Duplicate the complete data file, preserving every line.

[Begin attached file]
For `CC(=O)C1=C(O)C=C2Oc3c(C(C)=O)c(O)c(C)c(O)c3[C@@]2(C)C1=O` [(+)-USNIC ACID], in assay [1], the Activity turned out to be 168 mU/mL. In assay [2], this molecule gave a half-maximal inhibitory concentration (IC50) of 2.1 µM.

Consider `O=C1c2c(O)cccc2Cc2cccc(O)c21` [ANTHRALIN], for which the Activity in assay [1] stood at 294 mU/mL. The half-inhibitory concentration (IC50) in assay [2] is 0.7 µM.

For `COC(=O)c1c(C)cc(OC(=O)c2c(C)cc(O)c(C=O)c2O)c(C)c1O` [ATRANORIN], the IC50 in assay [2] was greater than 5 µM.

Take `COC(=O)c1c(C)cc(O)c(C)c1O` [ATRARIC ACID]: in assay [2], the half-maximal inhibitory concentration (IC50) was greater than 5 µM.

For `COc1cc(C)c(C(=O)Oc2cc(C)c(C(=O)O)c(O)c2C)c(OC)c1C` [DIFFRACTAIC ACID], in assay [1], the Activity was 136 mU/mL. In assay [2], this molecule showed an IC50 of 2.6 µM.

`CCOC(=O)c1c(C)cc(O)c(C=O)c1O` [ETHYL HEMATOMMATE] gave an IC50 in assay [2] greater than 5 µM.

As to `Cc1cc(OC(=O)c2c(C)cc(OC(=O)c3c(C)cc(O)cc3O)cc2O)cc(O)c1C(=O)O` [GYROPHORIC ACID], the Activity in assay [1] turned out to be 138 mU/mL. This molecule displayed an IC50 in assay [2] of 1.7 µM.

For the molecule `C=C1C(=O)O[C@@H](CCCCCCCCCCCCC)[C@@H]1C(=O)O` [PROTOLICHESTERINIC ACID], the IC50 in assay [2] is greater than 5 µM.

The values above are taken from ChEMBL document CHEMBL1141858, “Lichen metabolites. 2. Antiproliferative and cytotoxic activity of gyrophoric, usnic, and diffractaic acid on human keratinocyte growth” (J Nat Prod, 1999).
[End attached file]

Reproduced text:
For `CC(=O)C1=C(O)C=C2Oc3c(C(C)=O)c(O)c(C)c(O)c3[C@@]2(C)C1=O` [(+)-USNIC ACID], in assay [1], the Activity turned out to be 168 mU/mL. In assay [2], this molecule gave a half-maximal inhibitory concentration (IC50) of 2.1 µM.

Consider `O=C1c2c(O)cccc2Cc2cccc(O)c21` [ANTHRALIN], for which the Activity in assay [1] stood at 294 mU/mL. The half-inhibitory concentration (IC50) in assay [2] is 0.7 µM.

For `COC(=O)c1c(C)cc(OC(=O)c2c(C)cc(O)c(C=O)c2O)c(C)c1O` [ATRANORIN], the IC50 in assay [2] was greater than 5 µM.

Take `COC(=O)c1c(C)cc(O)c(C)c1O` [ATRARIC ACID]: in assay [2], the half-maximal inhibitory concentration (IC50) was greater than 5 µM.

For `COc1cc(C)c(C(=O)Oc2cc(C)c(C(=O)O)c(O)c2C)c(OC)c1C` [DIFFRACTAIC ACID], in assay [1], the Activity was 136 mU/mL. In assay [2], this molecule showed an IC50 of 2.6 µM.

`CCOC(=O)c1c(C)cc(O)c(C=O)c1O` [ETHYL HEMATOMMATE] gave an IC50 in assay [2] greater than 5 µM.

As to `Cc1cc(OC(=O)c2c(C)cc(OC(=O)c3c(C)cc(O)cc3O)cc2O)cc(O)c1C(=O)O` [GYROPHORIC ACID], the Activity in assay [1] turned out to be 138 mU/mL. This molecule displayed an IC50 in assay [2] of 1.7 µM.

For the molecule `C=C1C(=O)O[C@@H](CCCCCCCCCCCCC)[C@@H]1C(=O)O` [PROTOLICHESTERINIC ACID], the IC50 in assay [2] is greater than 5 µM.

The values above are taken from ChEMBL document CHEMBL1141858, “Lichen metabolites. 2. Antiproliferative and cytotoxic activity of gyrophoric, usnic, and diffractaic acid on human keratinocyte growth” (J Nat Prod, 1999).